My partner and I recently decided to get married. While out with one of the wedding guests last week, she remarked, out of the blue, "I've been working on my speech for your wedding." I was stunned. While my partner and I like this person and did invite her to the wedding, we had not asked her to speak.
I think I said, "great," because I was so caught off-guard. The problem is, when it came to deciding who should speak, we chose from the many friends and family who know us better and longer than this woman. Is there any way we can explain to her that while we still welcome her attendance at the wedding, we would rather leave the speech-making to others?
First of all, may I say I think your instinct is a good one?
A wedding ceremony is, in part, theatre, spectacle, entertainment - bread and circuses to keep the half-crocked rabble you've invited (a.k.a. your friends and relatives) from becoming restive and cranky. And too many speeches can do as much damage to an otherwise well-orchestrated wedding as too many long-winded monologues can to a play or movie.
I once flew to the Italian Riviera to attend the "destination wedding" of a hotshot pal.
The cash outlay to get there was like a knife in my heart. But it quickly shaped up to be one of those awesome, once-in-a-lifetime, this-is-what-it's-all-about type deals. The food was delicious. The scenery, breathtaking: gilded youths jumping off the decks of their daddy's yachts into the azure waters of the Gulf of Genoa. People scooting along the cobblestone streets on Vespas. The whole thing was like a Fellini film.
The ceremony and speeches took place in a hauntingly beautiful medieval monastery.
And that's where the bride's sisterzilla single-handedly almost kiboshed the joyful momentum of the entire proceedings with an unbelievable toe-pincher of a speech.
She droned on and on, filling the summery Italian air with meandering anecdotes beginning in earliest childhood. Her words were deeply moving - to her. Halfway through, she burst into tears that flowed down her cheeks as freely as the chardonnay had, no doubt, flowed down her throat beforehand.
Her speech lasted, I swear, 25 minutes. People were openly groaning. Afterward, the groom was grim. The bride was furious, and heard to be darkly muttering her sister "ruined" her wedding.
Now, I've seen a fair amount of this in my time. So, with wedding season upon us, before I get to my advice re your friend, allow me to offer as a public service announcement, David Eddie's Three Cardinal Rules of Wedding Speechification.
They're simple: 1) Don't get drunk beforehand; 2) Do not attempt to ad lib or "wing" your speech; 3) Never, ever do both.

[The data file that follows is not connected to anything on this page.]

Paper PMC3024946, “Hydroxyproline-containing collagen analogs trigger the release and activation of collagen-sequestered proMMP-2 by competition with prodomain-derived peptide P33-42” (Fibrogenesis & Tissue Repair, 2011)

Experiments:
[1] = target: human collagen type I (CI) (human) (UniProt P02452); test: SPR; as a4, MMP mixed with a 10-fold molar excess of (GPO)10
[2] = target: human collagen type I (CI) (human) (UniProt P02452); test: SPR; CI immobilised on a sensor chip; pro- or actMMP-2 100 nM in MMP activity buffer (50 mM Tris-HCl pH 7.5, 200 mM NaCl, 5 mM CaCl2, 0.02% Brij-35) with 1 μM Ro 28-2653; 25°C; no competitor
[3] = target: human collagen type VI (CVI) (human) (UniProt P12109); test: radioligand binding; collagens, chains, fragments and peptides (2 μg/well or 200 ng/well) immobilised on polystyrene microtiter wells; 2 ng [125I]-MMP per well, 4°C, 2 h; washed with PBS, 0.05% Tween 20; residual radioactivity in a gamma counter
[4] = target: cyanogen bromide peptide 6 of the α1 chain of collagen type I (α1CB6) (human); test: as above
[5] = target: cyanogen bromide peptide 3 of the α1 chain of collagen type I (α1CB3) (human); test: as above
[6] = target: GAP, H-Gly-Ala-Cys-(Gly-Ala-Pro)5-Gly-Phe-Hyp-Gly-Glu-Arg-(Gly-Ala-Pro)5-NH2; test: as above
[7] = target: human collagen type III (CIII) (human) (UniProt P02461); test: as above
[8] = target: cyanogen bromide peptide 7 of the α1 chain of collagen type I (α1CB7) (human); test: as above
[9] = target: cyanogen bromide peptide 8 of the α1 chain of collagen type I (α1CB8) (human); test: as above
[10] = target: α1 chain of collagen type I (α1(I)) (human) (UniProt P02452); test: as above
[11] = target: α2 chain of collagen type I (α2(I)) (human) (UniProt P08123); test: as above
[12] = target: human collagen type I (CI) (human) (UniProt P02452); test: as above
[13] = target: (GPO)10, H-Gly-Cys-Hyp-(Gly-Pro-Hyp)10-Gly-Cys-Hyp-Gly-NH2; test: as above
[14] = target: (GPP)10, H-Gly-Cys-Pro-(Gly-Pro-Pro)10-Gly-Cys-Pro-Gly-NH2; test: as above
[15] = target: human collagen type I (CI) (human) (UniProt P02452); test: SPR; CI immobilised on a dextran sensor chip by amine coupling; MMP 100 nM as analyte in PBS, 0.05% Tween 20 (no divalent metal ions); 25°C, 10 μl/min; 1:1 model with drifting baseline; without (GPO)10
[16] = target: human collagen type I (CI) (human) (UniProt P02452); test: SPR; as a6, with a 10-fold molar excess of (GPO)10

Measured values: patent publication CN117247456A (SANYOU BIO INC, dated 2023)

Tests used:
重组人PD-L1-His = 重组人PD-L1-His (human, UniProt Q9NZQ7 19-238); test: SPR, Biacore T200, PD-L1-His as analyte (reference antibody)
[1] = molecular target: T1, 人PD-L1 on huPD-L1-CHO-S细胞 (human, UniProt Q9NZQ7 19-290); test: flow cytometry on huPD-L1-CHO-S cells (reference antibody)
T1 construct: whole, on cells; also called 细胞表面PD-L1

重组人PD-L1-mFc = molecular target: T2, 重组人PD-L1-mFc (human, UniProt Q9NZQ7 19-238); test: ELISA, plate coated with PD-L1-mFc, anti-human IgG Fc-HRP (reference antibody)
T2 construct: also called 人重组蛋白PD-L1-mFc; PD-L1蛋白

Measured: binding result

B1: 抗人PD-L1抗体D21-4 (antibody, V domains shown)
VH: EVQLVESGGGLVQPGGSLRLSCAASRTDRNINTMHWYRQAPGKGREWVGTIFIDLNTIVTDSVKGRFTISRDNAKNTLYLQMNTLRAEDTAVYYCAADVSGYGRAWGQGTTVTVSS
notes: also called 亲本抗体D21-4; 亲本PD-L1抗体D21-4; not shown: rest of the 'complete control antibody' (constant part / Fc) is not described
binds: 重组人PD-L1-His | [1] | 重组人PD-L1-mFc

I've seen whole reputations go down the toilet like a struggling spider when people ignore these rules, especially the last one.
In particular, I recall a face-grabber from a drunken, winging-it father of the bride, which began by informing us his daughter "was never the most attractive or intelligent of my offspring …"
And it went downhill from there. Afterward, no one could look at him the same way.
Okay, on to your case. As I say, I agree with your instinct to limit the speeches. I would go even further and say: If you can, keep the number of speeches down to four or five.
Second, unless the speaker is a noted raconteur, wit and bon-mot specialist, ask him or her (with great politeness and circumspection, natch) to keep it short and sweet. Say, five minutes max. Remind them that when it comes to speeches, brevity is the essence of mercy toward the other guests.
As to what to say to this woman who wants to speak at your wedding, that seems pretty straightforward to me: Just tell her what you told me, i.e. it's nothing personal, but you've been planning this thing for a while and you already have a full roster of speeches.
Deliver the message gently, but with wedding-crystal-like clarity - and as soon as possible. The less time your friend spends preparing her remarks, and the more she has to adjust to the fact she won't be giving a speech, the better.
But I wouldn't feel guilty about it, not for a nanosecond.
Your coming nuptials are not about her. It's about you and your spouse-to-be. As a guest, she should abide by every last one of your wishes with good grace, no matter how capricious and arbitrary they may seem.
It's your big day. You want it to be moving and poignant, of course - but also legendarily fun. And the fewer and shorter the speeches, the sooner the DJ can drop that needle - or fire up his iPod - and get the party started.
David Eddie is an author and the co-creator of the TV series The Yard , airing this summer on HBO Canada.
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